[This is my Christmas message from Comics Buyer's Guide #1650, but I figure the sentiments and advice expressed in it are worth repeating even at this late date.]
Christmas is a time when people of all religions come together to worship Jesus Christ.
- The Simpsons
I'll start by wishing all my readers the happiest of holidays, whatever holidays they celebrate. Traditionally, at this time of the year, I'd recommend gifts for the comics readers in your lives, but that's sort of what I do all year long. Besides, I got several terrific gifts on November 4, so, on a personal level, I'm pretty much set. Thanks, America.
However, what I will do is remind you that our economy isn't in the best shape. It will take more than any one man, or any one group of people, or any one party, to turn that around. So, while I certainly don't want to discourage anyone from spending some of their hard-earned cash on comics and other gifts - after all, such purchases do help the economy - I do want to urge you to be careful with your spending. Put a little more thought into the gifts you give and a lot more thought into buying them smarter.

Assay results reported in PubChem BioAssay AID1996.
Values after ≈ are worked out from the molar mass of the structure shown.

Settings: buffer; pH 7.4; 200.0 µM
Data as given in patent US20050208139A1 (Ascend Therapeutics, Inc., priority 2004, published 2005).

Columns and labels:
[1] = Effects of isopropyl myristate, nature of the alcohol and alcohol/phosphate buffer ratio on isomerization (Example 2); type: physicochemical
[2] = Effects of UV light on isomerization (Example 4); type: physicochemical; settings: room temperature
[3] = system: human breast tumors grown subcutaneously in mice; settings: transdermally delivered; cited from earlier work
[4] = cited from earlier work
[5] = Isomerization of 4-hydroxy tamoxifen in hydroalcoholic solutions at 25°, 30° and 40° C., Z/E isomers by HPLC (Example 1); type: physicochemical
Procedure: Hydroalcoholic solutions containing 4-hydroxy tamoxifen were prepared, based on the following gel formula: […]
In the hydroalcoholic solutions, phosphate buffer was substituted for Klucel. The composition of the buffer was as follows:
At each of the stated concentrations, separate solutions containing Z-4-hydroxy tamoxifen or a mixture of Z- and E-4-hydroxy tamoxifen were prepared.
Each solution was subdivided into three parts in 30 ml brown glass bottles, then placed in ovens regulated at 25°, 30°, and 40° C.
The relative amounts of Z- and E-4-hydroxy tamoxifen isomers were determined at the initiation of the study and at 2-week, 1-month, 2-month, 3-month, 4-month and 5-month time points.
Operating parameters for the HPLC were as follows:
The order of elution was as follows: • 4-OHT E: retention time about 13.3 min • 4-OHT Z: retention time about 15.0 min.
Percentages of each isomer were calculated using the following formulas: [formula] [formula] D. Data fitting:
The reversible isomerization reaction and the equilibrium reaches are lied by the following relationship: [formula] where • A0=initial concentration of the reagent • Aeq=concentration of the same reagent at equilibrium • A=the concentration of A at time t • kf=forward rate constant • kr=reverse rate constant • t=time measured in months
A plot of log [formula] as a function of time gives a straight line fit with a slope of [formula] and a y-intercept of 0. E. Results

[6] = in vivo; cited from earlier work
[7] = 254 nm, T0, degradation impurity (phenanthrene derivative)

Fixing our economy will take time. I'd like you to be still reading comics - and this magazine - when we get there.
Mystery novelist Jonathan Ames tries autobiographical comics via The Alcoholic [Vertigo; $19.99]. Drawn by Dean Haspiel, one of the best comics artists and storytellers of our time, this book traces Ames' life and addictions, which include various drugs and questionable sexual experiences, from his first time getting blotto (as a high school sophomore) to what I assume is a recent declaration that he'll never drink again. Though that's where the story ends, it's only one of a number of similar pledges he makes throughout this graphic novel.
Ames' writing is compelling, so much so I intend to read some of his prose novels, but there are elements of this autobiography I find unsatisfying, even beyond the open ending. We never learn exactly how he gets into the situation we find him in at the start of the book, a situation which demands more of an explanation than his being drunk at the time. Additionally, he never fully explores his attraction to and experiences with men, events which seemed to weigh heavily on him. Perhaps a stronger editorial hand was called for in this graphic novel.